Modi, Abe may discuss future of bullet train project

Amiti Sen New Delhi | Updated on September 08, 2020

India-Japan Summit likely later this week; date yet to be announced

A discussion on the future of India’s ambitious bullet train project being funded by Japan may be on the agenda of the virtual meeting between Prime Minister Narendra Modi and his Japanese counterpart Shinzo Abe at the bilateral summit likely later this week.

The project has been facing delays due to a budget shortfall and land acquisition problems.

The India-Japan Summit is expected to be held on September 10, as requested by Japan, but is yet to be formally announced by either side.

“The meeting may not be as long as originally planned so the agenda could be shortened,” an official in the know told BusinessLine. “While a discussion on the bullet train project will most likely take place, the high-priority military logistic pact, the Acquisition and Cross Servicing Agreement (ACSA), could be either signed on the day of the meet or a day before. A digital partnership is another area of focus.”

Abe’s determination to go ahead with the summit despite his decision to resign as Prime Minister, announced on August 28 citing health, is seen as a reflection of his sustained interest in India throughout his long political career. His successor is likely to be elected next week.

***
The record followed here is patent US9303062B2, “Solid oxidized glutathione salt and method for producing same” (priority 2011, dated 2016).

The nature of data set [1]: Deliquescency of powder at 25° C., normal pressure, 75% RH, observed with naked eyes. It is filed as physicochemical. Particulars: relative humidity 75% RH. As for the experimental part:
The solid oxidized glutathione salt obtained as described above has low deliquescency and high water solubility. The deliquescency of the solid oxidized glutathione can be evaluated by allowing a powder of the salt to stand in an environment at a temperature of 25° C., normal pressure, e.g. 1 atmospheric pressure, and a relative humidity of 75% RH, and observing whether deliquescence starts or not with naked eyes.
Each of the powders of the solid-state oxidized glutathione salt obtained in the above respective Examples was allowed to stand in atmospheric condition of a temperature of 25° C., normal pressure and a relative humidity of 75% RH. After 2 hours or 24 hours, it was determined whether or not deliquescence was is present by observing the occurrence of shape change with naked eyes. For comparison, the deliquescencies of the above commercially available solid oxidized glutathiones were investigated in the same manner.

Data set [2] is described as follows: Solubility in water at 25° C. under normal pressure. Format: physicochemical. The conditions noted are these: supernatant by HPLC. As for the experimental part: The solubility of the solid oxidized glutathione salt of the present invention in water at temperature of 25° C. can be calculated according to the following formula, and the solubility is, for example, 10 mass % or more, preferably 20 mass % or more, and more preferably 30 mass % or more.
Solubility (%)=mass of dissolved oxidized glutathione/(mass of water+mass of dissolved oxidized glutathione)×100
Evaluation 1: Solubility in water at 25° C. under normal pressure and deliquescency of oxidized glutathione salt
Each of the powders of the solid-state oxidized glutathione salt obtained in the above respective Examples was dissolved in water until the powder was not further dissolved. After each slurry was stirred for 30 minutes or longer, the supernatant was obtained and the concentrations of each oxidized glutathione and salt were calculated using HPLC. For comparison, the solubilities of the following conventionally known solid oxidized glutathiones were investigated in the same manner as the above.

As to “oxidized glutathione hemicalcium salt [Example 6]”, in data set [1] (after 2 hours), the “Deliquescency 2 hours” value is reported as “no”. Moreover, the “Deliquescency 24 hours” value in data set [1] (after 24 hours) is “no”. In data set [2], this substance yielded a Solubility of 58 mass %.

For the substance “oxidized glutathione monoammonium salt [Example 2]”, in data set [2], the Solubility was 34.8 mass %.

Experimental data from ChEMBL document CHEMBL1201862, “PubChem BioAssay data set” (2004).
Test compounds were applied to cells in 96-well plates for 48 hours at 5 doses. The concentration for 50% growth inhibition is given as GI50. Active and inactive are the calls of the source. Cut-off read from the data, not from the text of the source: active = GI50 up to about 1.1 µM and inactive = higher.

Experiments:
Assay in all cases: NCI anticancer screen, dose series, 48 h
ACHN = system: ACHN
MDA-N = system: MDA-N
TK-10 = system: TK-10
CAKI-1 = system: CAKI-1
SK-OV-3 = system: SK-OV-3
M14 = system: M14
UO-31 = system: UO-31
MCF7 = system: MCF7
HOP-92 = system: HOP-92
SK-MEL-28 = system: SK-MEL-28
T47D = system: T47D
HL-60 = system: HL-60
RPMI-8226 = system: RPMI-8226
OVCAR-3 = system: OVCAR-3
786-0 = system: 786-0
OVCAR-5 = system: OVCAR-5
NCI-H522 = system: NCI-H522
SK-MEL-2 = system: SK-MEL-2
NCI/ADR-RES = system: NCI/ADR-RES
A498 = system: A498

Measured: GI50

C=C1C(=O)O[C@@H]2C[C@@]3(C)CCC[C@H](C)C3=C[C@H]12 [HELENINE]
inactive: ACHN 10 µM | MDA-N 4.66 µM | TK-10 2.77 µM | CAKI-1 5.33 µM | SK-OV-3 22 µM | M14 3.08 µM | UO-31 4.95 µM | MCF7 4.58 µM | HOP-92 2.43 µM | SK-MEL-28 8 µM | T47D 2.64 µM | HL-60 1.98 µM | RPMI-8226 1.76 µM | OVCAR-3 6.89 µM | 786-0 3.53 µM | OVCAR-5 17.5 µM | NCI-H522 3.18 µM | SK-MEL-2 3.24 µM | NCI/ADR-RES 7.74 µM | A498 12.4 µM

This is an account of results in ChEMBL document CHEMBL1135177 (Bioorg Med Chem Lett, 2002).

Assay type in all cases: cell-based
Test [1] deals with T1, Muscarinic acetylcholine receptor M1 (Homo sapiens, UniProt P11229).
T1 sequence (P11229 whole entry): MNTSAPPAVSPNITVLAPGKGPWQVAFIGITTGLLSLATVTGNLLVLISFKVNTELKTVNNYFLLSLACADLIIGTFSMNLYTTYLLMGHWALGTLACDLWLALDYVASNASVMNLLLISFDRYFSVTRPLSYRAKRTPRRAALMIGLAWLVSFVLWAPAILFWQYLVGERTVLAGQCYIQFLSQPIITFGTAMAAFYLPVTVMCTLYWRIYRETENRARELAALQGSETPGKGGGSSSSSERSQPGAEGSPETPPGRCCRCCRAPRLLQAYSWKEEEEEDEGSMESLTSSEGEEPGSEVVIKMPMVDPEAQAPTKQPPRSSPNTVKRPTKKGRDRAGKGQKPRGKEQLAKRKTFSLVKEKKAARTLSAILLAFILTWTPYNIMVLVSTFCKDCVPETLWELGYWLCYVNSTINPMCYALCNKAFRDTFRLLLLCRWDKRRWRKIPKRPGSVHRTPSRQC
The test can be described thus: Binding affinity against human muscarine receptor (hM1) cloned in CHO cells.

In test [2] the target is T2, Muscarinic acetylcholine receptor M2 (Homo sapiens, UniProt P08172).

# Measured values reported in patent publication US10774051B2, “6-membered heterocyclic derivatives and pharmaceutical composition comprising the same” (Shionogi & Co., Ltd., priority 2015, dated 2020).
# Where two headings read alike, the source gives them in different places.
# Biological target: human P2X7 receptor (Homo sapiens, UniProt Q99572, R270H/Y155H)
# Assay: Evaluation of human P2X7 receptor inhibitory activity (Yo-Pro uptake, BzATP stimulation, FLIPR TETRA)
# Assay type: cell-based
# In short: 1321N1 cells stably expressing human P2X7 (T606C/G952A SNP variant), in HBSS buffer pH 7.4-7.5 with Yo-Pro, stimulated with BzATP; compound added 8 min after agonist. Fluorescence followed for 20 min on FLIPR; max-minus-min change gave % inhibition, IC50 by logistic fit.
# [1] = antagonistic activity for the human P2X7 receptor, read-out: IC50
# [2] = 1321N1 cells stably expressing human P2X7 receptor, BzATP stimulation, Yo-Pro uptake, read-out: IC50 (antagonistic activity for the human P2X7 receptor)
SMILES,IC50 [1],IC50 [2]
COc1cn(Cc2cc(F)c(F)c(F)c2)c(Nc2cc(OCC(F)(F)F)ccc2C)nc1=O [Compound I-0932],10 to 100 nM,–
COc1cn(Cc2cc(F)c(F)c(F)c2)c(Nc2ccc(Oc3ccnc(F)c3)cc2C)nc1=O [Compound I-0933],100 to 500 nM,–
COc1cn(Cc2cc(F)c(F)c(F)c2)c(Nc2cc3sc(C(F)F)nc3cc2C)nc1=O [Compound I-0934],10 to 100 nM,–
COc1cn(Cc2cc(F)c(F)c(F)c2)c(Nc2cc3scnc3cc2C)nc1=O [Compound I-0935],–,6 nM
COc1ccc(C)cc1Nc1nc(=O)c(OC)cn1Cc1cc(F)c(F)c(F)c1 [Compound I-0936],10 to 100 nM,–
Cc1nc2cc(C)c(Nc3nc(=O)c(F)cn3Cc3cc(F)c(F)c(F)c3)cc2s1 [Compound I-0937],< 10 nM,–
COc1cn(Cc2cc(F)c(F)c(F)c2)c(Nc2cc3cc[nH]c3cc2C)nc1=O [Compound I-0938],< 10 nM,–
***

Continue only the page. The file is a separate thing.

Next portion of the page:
Investment destination

India as an investment destination has become more significant for Japan in the recent years as Tokyo seeks to reduce its dependence on China, one of its largest trade and investment partners. China is engaged in a long-drawn trade war with the US and is also experiencing rising labour costs.

A discussion on the bullet train project being built in India using Japan’s Shinkasen technology is of high priority to both countries because of a budget shortfall (over $4 billion, per Japanese media) that could force a reworking and trimming of the costs involved.

In July, Railway Minister Piyush Goyal had indicated that the financial aspect of the bullet train project between Mumbai and Ahmedabad was being reviewed as the post-Covid world would require ‘a lot of tightening of the belt’.

“Japan wants to discuss how to proceed with the high speed railway project in India because of both the budgetary shortfall and problems with land acquisition,” the official said.

Japan offered a loan amounting to 81 per cent of the cost of the $15-billion project in 2015. Scheduled for completion in December 2023, the high-speed link is expected to reduce the current eight-hour journey between Ahmedabad and Mumbai (a distance of about 508 km) to under three hours.

Trilateral initiative

Abe and Modi are also expected to take note of the trilateral initiative between India, Japan and Australia on strengthening and re-vitalising supply chains in a post-Covid world, the official said.

“Japan’s recent move of including India and Bangladesh in the subsidy programme for Japanese investors seeking to shift their investments from China indicates its seriousness towards a greater partnership with India. This mutual interest is likely to be reflected in the Abe-Modi interaction,” the official added.

Tokyo has indicated a number of areas where India can improve, such as infrastructure, time taken in clearances, quality issues, and policy continuity, in order to attract more Japanese investments.

Japan is the fourth largest investor in India, after Mauritius, Singapore and the Netherlands, accounting for cumulative foreign direct investments of $33.5 billion in the 2000-20 period, accounting for 7.2 per cent of India’s total inflows.

Published on September 08, 2020

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